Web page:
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How to Apply For Fellowships

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How to Apply For Fellowships Becky Blankenburg, MD, MPH Associate Program Director, Advising and Career Development August 6, 2009 Special Thanks Special thanks to ... – PowerPoint PPT presentation

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Title: How to Apply For Fellowships


1
How to Apply For Fellowships
  • Becky Blankenburg, MD, MPH Associate Program
    Director, Advising and Career Development
  • August 6, 2009

2
Special Thanks
  • Special thanks to our panelists, who are here to
    provide their personal experience, wisdom, and
    advice on how to best apply to and select
    fellowship programs.
  • And to the Chief Residents for helping arrange
    this career development series.

3
Panel of Soon-To-Be Fellows, Fellows, and
Fellowship Directors
  • Fellows
  • Ritu Chitkara, MD (NICU Fellow)
  • Michal Cidon, MD (Gallo Research Fellow just
    completed Rheumatology)
  • Rouba Garro, MD (Nephrology Fellow)
  • Johann Peterson, MD (GI Fellow)
  • Fellowship Directors and Attendings
  • Hayley Gans, MD (ID Fellowship Director)
  • John Mark, MD (Pulmonology Fellowship Director)
  • Other Wise People Who Will Be Helpful in Your
    Application Process
  • Lynn Kahana, MD (PICU)
  • Bill Rhine, MD (NICU)

4
Longitudinal Plan for Subspecialty Fellowship
Preparation
Applying/ Thinking about Applying
Assuring success
How to decide
Interns Medical Students
Juniors
Seniors
5
ACGME Accredited Pediatric Specialties (2007-2008)
Programs Positions Filled
Adolescent 26 63
Anesthesiology 45 142
Cardiology 49 305
Child Abuse
Critical Care 62 358
Dev/Behav 33 76
Emergency Med 46 261
Endocrinology 68 215
Gastroenterology 51 209
Heme/Onc 64 352
6
ACGME Accredited Pediatric Specialties
(2007-2008) continued
Programs Positions Filled
Infectious Disease 61 162
Nephrology 36 105
Neurology 67 251
Pulmonology 47 120
Rehabilitation 11 9
Rheumatology 26 64
Sports Medicine 8 11
7
ACGME Accredited Non-Pediatric Specialties
(2007-2008)
Programs Positions Filled
Allergy Immun 71 303
Dermatology 109 1077
Genetics 48 90
Preventative Med 73 346
Toxicology 4 11
8
Other Pediatric Fellowships
  • Academic General Pediatrics
  • Pediatrics Hospital Medicine
  • Robert Wood Johnson
  • CDC-EIS (Epidemiologic Intelligence Service)
  • Alternative Medicine
  • Environmental Health
  • Palliative Care
  • Pain Management

9
How to Identify Career Goals
  • Particular passion
  • Specific areas of interest
  • Intellectual Content of the subspecialty
  • Variety of medical problems, ages, exotic vs.
    common
  • Subspecialty vs. primary care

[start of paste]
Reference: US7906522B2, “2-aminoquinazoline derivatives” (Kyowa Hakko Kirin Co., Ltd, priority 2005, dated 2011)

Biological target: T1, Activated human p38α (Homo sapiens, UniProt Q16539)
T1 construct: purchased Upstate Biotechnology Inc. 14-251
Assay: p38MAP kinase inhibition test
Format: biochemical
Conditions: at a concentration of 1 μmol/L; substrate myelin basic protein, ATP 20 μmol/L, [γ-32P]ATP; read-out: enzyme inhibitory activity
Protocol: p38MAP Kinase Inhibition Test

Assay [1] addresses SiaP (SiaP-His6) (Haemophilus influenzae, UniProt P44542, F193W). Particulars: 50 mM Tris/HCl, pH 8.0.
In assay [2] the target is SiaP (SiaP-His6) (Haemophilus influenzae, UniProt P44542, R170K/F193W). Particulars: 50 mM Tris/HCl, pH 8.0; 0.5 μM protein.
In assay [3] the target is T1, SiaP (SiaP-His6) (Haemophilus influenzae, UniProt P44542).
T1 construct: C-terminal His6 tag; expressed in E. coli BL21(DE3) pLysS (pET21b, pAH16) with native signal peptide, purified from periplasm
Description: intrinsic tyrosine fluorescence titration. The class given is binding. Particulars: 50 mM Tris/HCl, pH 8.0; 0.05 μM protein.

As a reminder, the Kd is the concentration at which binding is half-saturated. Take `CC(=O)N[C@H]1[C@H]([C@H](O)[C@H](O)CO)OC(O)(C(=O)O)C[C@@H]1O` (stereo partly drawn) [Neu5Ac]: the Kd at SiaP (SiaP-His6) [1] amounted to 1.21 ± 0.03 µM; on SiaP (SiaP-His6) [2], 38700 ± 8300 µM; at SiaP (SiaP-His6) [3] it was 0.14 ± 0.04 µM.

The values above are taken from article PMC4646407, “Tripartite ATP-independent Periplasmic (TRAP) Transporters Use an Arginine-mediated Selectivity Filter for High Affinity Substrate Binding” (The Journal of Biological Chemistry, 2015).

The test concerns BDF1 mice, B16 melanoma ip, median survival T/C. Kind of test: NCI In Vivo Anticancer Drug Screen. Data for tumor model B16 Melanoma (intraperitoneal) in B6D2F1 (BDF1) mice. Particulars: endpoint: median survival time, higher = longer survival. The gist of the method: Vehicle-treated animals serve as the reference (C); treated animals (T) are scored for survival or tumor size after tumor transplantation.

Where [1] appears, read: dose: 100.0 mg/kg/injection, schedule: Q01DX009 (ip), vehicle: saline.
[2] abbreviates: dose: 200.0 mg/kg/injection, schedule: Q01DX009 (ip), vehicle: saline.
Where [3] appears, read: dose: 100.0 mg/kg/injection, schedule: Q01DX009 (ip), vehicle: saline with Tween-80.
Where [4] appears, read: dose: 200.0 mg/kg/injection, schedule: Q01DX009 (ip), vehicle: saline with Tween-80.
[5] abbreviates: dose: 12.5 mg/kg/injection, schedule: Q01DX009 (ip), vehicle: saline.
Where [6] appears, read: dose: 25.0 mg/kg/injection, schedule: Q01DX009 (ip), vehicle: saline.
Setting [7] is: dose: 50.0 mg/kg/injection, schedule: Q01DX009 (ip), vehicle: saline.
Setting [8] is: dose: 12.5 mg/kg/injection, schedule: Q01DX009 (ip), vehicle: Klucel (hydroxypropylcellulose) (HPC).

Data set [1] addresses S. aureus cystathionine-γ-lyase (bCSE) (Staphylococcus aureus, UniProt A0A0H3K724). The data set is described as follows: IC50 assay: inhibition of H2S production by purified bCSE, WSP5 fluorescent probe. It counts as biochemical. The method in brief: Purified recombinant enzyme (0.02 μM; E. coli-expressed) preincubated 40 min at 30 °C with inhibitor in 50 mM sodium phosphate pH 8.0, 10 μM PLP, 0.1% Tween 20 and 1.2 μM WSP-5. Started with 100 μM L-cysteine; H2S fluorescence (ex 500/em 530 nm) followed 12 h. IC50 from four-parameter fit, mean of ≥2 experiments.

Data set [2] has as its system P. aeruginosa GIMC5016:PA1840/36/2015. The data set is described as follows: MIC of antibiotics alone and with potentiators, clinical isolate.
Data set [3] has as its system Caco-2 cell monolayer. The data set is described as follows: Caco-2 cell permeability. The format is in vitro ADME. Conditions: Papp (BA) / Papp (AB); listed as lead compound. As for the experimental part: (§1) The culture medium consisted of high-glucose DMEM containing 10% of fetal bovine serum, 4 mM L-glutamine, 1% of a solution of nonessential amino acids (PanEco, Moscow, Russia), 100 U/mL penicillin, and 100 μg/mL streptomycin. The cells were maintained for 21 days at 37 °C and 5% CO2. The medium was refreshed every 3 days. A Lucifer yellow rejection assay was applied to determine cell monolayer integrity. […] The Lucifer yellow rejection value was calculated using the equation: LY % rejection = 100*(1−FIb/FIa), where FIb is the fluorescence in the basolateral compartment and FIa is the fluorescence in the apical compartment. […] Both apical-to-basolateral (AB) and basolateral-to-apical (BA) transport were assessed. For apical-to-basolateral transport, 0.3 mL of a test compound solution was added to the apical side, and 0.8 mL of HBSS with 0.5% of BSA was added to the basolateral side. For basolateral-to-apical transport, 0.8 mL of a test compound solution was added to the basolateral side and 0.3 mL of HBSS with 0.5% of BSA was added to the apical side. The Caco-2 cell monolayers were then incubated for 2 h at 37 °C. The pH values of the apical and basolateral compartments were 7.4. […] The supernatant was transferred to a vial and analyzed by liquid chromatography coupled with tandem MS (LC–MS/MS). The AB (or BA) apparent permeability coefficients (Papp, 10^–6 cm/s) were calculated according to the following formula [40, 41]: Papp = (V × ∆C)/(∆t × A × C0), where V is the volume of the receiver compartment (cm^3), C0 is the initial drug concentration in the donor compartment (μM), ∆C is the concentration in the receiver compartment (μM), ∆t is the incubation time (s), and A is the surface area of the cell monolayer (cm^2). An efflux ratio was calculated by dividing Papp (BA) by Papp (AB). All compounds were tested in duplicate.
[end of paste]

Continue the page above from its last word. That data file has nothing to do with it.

• Predominantly inpatient vs. outpatient
  • Chronic vs. acute
  • Continuity of care vs. short-term
  • Procedures
  • Deaths and bad news

10
How to Identify Career Goals continued
  • Academic vs. community setting
  • Clinical Work, Clinical Research, Laboratory
    Research, Education, Advocacy, Policy
  • Hours of work
  • Daytime vs. nighttime
  • On-service time vs. shifts
  • Ability to work part-time
  • Costs Time on-service, geography, lifestyle
  • Variety of Practice Opportunities (that is, are
    you able to tailor what you would like to do?)

11
Exposure to Subspecialties
  • Electives and Selectives
  • Away rotations
  • Division meetings
  • Attend subspecialty clinics during quieter months
  • Subspecialty conferences
  • Informational interviews

12
Identify Mentors
  • Associate Program Directors, Advising and Career
    Development
  • Laura Bachrach, MD and Becky Blankenburg, MD, MPH
  • Assigned Advisor
  • Fellowship Director at LPCH
  • Faculty in your division of interest
  • At LPCH
  • Elsewhere
  • Fellows in your division of interest
  • At LPCH
  • Elsewhere
  • LPCH Residency Graduates
  • Current LPCH Residents

13
LPCH Fellowship Directors
Adolescent Medicine Neville Golden
Allergy and Immunology Kari Nadeau
Cardiology Jeff Feinstein
Critical Care David Cornfield, Cristina Alvira
Developmental and Behavioral Peds Heidi Feldman
Endocrinology Darrel Wilson, Tandy Aye
Gastroenterology John Kerner
General Pediatrics Fernando Mendoza
Genetics (Residency Program) Greg Enns, Jon Bernstein
Heme/Onc Arun Rangaswami
ID Hayley Gans
Neonatology Lou Halamek
Nephrology Paul Grimm
Pulmonology John Mark
Rheumatology Tzeilan Lee
14
Find Out About Programs How to Get Information
on Programs
  • Look on the web
  • ACGME Website www.acgme.org
  • NRMP Website http//www.nrmp.org/fellow
  • Check subspecialty websites
  • E.g., American Thoracic Society for pulmonary
  • Individual Program Websites
  • Email/call programs for more information
  • Talk with advisor, fellowship director, other
    attendings and fellows in the division
  • Consider arranging an away rotation at the
    institution you are interested in

15
Find Out About Programs Figuring Out Where to
Apply
  • Think carefully about what you want to get out of
    fellowship
  • What type of clinical training
  • What kind of research/scholarly product you want
    to complete
  • What you want to do long-term
  • Possibilities for advanced training (MPH?, MSEd?,
    etc)
  • Where the mentors are who fit what you are
    looking for
  • Meet with advisor, fellowship director, and other